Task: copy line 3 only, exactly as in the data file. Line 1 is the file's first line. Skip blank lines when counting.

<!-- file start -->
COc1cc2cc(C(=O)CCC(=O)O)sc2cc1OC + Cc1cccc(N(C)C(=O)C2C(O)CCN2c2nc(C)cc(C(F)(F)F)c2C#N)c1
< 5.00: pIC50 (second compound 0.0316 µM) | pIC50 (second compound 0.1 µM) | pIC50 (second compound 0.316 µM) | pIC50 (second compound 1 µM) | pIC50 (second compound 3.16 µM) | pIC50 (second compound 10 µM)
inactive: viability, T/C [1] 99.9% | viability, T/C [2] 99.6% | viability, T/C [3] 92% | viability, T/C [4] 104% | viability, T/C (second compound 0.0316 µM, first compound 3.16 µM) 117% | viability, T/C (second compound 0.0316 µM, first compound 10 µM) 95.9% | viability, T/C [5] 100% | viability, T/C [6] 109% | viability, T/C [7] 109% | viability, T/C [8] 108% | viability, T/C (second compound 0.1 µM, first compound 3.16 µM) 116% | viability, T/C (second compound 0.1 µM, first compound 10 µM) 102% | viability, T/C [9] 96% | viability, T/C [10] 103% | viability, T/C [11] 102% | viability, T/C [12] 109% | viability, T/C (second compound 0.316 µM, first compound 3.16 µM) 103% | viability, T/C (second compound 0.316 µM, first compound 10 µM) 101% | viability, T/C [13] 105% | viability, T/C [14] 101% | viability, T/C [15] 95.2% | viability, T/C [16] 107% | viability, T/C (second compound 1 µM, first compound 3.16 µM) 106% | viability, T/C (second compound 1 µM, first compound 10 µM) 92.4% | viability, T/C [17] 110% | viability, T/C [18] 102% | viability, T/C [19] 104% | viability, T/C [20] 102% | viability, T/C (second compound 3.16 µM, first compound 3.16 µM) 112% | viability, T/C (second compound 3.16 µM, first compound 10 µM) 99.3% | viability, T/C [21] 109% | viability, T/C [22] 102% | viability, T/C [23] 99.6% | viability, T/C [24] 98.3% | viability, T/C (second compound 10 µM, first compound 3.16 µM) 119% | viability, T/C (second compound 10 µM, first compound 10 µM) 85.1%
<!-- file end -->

inactive: viability, T/C [1] 99.9% | viability, T/C [2] 99.6% | viability, T/C [3] 92% | viability, T/C [4] 104% | viability, T/C (second compound 0.0316 µM, first compound 3.16 µM) 117% | viability, T/C (second compound 0.0316 µM, first compound 10 µM) 95.9% | viability, T/C [5] 100% | viability, T/C [6] 109% | viability, T/C [7] 109% | viability, T/C [8] 108% | viability, T/C (second compound 0.1 µM, first compound 3.16 µM) 116% | viability, T/C (second compound 0.1 µM, first compound 10 µM) 102% | viability, T/C [9] 96% | viability, T/C [10] 103% | viability, T/C [11] 102% | viability, T/C [12] 109% | viability, T/C (second compound 0.316 µM, first compound 3.16 µM) 103% | viability, T/C (second compound 0.316 µM, first compound 10 µM) 101% | viability, T/C [13] 105% | viability, T/C [14] 101% | viability, T/C [15] 95.2% | viability, T/C [16] 107% | viability, T/C (second compound 1 µM, first compound 3.16 µM) 106% | viability, T/C (second compound 1 µM, first compound 10 µM) 92.4% | viability, T/C [17] 110% | viability, T/C [18] 102% | viability, T/C [19] 104% | viability, T/C [20] 102% | viability, T/C (second compound 3.16 µM, first compound 3.16 µM) 112% | viability, T/C (second compound 3.16 µM, first compound 10 µM) 99.3% | viability, T/C [21] 109% | viability, T/C [22] 102% | viability, T/C [23] 99.6% | viability, T/C [24] 98.3% | viability, T/C (second compound 10 µM, first compound 3.16 µM) 119% | viability, T/C (second compound 10 µM, first compound 10 µM) 85.1%